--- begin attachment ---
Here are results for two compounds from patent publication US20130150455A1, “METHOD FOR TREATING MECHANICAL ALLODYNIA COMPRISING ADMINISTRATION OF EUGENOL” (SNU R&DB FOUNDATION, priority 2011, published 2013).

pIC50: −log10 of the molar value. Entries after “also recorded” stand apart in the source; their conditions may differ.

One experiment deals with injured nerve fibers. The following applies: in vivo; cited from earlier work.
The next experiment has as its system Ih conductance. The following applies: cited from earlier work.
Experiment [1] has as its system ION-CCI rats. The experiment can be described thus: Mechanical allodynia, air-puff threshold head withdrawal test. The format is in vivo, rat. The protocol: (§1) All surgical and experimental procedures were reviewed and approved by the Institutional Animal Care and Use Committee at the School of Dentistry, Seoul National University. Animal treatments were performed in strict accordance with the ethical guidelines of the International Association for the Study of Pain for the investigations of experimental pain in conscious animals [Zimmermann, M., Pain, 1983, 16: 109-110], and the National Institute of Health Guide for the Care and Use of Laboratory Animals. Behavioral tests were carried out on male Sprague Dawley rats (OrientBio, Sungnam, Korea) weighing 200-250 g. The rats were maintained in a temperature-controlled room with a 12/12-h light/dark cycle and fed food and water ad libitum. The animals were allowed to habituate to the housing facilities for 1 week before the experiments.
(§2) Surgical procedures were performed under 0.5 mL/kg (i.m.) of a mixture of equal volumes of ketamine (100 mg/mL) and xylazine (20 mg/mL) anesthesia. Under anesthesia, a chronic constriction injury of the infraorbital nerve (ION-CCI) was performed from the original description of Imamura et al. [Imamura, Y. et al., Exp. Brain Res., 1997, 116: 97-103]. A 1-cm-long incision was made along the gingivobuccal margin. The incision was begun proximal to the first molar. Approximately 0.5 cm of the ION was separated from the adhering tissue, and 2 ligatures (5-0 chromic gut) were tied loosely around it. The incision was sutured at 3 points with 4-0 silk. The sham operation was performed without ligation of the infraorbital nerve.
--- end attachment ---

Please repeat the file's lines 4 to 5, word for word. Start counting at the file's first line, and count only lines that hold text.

The next experiment has as its system Ih conductance. The following applies: cited from earlier work.
Experiment [1] has as its system ION-CCI rats. The experiment can be described thus: Mechanical allodynia, air-puff threshold head withdrawal test. The format is in vivo, rat. The protocol: (§1) All surgical and experimental procedures were reviewed and approved by the Institutional Animal Care and Use Committee at the School of Dentistry, Seoul National University. Animal treatments were performed in strict accordance with the ethical guidelines of the International Association for the Study of Pain for the investigations of experimental pain in conscious animals [Zimmermann, M., Pain, 1983, 16: 109-110], and the National Institute of Health Guide for the Care and Use of Laboratory Animals. Behavioral tests were carried out on male Sprague Dawley rats (OrientBio, Sungnam, Korea) weighing 200-250 g. The rats were maintained in a temperature-controlled room with a 12/12-h light/dark cycle and fed food and water ad libitum. The animals were allowed to habituate to the housing facilities for 1 week before the experiments.